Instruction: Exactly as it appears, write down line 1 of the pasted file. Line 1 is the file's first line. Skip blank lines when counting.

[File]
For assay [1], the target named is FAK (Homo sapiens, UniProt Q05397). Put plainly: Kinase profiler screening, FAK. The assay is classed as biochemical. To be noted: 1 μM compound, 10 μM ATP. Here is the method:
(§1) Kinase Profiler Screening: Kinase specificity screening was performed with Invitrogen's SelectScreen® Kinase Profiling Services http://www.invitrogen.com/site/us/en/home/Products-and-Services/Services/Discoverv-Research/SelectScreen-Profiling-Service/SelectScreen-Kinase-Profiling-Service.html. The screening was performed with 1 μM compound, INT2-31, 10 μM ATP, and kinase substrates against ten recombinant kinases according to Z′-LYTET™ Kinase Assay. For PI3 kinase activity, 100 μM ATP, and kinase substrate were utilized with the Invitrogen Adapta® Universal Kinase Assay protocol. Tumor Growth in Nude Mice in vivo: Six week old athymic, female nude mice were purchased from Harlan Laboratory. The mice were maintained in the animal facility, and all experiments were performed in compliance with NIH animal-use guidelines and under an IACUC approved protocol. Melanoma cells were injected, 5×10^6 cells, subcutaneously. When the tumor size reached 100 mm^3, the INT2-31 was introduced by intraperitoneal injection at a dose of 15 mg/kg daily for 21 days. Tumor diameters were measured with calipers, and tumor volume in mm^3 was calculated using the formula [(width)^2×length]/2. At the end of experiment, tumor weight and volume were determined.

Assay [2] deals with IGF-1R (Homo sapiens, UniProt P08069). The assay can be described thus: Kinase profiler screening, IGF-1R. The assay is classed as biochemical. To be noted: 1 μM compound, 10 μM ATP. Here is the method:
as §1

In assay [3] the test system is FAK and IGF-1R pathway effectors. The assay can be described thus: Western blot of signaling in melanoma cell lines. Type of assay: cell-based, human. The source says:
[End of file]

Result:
For assay [1], the target named is FAK (Homo sapiens, UniProt Q05397). Put plainly: Kinase profiler screening, FAK. The assay is classed as biochemical. To be noted: 1 μM compound, 10 μM ATP. Here is the method: